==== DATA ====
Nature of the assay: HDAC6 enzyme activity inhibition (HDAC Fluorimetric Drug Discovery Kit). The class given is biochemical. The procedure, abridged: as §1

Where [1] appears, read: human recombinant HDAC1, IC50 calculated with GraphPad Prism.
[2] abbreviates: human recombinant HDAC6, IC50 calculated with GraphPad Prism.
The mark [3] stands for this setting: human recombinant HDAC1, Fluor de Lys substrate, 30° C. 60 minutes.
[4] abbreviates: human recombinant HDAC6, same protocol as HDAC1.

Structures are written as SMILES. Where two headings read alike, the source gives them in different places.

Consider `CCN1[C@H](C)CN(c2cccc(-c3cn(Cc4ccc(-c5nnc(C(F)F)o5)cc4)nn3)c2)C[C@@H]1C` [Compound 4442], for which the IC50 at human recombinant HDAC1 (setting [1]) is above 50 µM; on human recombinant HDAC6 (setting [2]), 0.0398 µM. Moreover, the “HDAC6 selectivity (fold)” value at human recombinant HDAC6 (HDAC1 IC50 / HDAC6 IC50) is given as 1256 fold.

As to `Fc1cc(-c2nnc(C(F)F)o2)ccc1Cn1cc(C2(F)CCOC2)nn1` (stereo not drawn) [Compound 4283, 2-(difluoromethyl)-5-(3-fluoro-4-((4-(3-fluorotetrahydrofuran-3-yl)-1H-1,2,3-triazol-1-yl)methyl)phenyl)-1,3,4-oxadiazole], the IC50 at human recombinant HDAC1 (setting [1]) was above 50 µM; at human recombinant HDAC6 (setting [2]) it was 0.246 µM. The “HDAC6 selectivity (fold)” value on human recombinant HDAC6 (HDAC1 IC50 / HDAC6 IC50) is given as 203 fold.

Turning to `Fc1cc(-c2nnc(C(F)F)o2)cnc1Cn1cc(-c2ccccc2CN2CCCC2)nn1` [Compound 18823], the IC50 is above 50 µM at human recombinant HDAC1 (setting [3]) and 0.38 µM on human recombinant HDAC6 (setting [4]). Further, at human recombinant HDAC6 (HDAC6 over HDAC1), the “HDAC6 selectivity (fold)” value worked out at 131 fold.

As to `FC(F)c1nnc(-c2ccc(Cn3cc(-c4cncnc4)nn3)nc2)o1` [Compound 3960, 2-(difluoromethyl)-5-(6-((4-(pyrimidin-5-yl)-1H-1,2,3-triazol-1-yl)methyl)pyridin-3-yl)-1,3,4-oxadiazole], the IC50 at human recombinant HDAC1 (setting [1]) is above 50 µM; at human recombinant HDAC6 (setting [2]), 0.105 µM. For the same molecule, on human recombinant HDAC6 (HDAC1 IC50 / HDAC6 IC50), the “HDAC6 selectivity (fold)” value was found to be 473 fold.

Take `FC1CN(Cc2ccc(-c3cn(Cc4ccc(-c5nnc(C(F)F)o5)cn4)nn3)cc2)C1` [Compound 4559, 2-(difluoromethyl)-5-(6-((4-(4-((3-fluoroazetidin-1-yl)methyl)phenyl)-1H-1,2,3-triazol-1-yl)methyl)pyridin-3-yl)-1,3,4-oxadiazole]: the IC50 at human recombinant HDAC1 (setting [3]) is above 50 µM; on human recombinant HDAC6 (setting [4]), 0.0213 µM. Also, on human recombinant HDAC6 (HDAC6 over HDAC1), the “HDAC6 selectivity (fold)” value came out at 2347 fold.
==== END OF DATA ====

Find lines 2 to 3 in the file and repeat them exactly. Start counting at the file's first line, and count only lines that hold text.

Where [1] appears, read: human recombinant HDAC1, IC50 calculated with GraphPad Prism.
[2] abbreviates: human recombinant HDAC6, IC50 calculated with GraphPad Prism.